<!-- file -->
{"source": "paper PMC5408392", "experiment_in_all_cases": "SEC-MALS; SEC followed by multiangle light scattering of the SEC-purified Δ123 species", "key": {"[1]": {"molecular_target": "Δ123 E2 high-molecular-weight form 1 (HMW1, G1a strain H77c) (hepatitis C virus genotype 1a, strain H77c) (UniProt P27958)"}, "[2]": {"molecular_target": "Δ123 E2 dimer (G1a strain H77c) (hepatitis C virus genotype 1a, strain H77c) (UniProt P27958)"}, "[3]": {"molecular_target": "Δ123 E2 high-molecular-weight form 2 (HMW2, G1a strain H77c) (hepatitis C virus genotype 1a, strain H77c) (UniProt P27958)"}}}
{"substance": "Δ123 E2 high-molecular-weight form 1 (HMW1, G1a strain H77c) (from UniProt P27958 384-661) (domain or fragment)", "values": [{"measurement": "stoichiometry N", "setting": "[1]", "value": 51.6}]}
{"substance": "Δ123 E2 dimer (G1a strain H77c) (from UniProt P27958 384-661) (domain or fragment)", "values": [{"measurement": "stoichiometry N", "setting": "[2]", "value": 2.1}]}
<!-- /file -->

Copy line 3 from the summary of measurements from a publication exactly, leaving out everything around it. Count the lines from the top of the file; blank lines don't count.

{"substance": "Δ123 E2 dimer (G1a strain H77c) (from UniProt P27958 384-661) (domain or fragment)", "values": [{"measurement": "stoichiometry N", "setting": "[2]", "value": 2.1}]}